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Netflix (NASDAQ:NFLX) stock is up more than 300% over the past year, making it a surprise leader in the technology sector and a media darling. And while it may be overvalued, it should continue to perform well throughout the year.

I've long respected Netflix's business model. In fact, I've been a customer for several years now. However, the company's stock has suddenly become very controversial, as many analysts and fund managers think it overpriced and overhyped.

That case is certainly there to be made, considering Netflix has a Price/Earnings (P/E) ratio of about 72.5, compared to 19 for Apple Inc. (NASDAQ:AAPL).

But here's the deal: Netflix reported a blow-out fourth quarter after the market closed last Wednesday.

The company's net income clocked in at 87 cents a share -- beating the consensus estimate of 71 cents a share -- on revenue of $596 million. Subscriber count at the end of December was 20.01 million, which compared to guidance of 19.55 million. Gross additional subscribers in the period were 5.65 million, compared to a consensus estimate of 4.82 million.

Guidance was also positive, as managers said they expect the fiscal first quarter to close with up to 23.7 million subscribers. That includes 21.9 million to 22.8 million domestic subscribers and 750,000 to 900,000 foreign subscribers, which shows you the overseas opportunity that still lies ahead.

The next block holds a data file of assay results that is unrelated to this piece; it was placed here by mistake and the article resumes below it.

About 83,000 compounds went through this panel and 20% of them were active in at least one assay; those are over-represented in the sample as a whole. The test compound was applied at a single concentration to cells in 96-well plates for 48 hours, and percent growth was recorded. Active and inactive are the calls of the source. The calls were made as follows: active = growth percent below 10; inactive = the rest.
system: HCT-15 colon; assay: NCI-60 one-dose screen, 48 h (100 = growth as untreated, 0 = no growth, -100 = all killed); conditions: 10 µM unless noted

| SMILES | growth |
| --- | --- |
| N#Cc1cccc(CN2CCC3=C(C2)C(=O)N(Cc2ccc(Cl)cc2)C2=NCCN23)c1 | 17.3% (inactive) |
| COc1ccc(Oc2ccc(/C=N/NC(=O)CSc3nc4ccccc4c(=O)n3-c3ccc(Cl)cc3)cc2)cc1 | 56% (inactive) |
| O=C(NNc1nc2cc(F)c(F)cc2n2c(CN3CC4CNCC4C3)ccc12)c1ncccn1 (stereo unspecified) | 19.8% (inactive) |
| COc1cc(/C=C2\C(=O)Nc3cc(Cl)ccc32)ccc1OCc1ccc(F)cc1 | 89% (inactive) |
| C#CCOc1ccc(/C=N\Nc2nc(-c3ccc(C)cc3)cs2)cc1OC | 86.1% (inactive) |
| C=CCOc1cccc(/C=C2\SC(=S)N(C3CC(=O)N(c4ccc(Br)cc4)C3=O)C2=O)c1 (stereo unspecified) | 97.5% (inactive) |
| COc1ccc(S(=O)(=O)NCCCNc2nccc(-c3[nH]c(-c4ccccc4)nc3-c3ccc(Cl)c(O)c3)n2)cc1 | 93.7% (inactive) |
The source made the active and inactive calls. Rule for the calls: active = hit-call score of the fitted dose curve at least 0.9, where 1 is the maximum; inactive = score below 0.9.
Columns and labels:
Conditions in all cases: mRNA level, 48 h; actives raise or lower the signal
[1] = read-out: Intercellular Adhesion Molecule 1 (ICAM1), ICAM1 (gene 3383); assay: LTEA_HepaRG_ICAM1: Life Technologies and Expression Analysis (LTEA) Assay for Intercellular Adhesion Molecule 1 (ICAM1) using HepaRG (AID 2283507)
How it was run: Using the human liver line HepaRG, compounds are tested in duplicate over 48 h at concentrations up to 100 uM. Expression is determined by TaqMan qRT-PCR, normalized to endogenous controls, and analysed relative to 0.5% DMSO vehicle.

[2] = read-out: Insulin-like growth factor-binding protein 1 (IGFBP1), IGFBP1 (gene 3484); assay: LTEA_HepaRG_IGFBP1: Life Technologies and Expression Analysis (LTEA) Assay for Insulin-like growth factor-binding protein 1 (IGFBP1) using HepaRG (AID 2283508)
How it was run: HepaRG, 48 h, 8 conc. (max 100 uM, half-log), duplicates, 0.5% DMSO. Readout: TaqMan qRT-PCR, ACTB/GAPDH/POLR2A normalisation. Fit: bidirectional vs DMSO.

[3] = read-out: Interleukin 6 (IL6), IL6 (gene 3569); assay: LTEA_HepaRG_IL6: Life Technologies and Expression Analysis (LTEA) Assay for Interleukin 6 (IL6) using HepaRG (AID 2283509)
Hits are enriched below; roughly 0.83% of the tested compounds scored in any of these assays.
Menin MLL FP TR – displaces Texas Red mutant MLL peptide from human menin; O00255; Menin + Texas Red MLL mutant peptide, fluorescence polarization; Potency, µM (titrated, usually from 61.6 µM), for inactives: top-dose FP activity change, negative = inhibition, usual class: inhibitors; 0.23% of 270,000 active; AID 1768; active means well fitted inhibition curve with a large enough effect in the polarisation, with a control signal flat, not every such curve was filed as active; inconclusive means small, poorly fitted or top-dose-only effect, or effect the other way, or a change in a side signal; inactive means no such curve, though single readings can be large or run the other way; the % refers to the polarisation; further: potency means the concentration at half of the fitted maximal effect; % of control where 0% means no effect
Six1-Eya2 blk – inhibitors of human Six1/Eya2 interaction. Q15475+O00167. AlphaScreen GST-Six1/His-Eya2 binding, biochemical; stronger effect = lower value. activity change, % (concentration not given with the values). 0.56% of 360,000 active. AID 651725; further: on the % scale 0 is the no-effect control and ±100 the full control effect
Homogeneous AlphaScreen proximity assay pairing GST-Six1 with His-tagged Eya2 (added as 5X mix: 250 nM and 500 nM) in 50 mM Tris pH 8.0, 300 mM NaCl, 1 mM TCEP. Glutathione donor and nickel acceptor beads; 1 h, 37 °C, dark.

More details showed that margins would improve as more subscribers move to the online streaming model, which means the company does not have to send DVDs in the mail.

Incidentally, that's great for our thesis on the opportunity ahead for network load-balancing equipment makers like F5 Networks Inc. (NASDAQ:FFIV).

"More than one-third of new subscribers are signing up for the pure streaming plan, and we expect that percentage to grow over time," the company said in a letter to shareholders. "Very few of our existing subscribers are downgrading to the pure streaming plan."

And on buybacks, management said: "Our strategy over recent years has been to use excess cash to buy back stock. We took a break from that in Q4 to reassess our cash needs and the buyback strategy, but plan to return to buying back stock in Q1."

Shares rose 16% to hit $218 on Friday, as investors liked what they heard. But more importantly, a lot of short-sellers are going to be forced to buy the stock to cover their wrong-way positions. They squawked about the metrics -- a Wedbush analyst recently reiterated his $80 target for the stock -- but they were squeezed without mercy.

Of course NFLX is overvalued, and of course it will eventually come down out of its parabolic run -- but that's not yet where we are in the cycle. So get your popcorn ready, and expect standing corrections followed by sharp advances to be a running theme for the rest of the year.

Disclosure: None

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Source: Netflix: The Red Envelope Gets the Green Light From Investors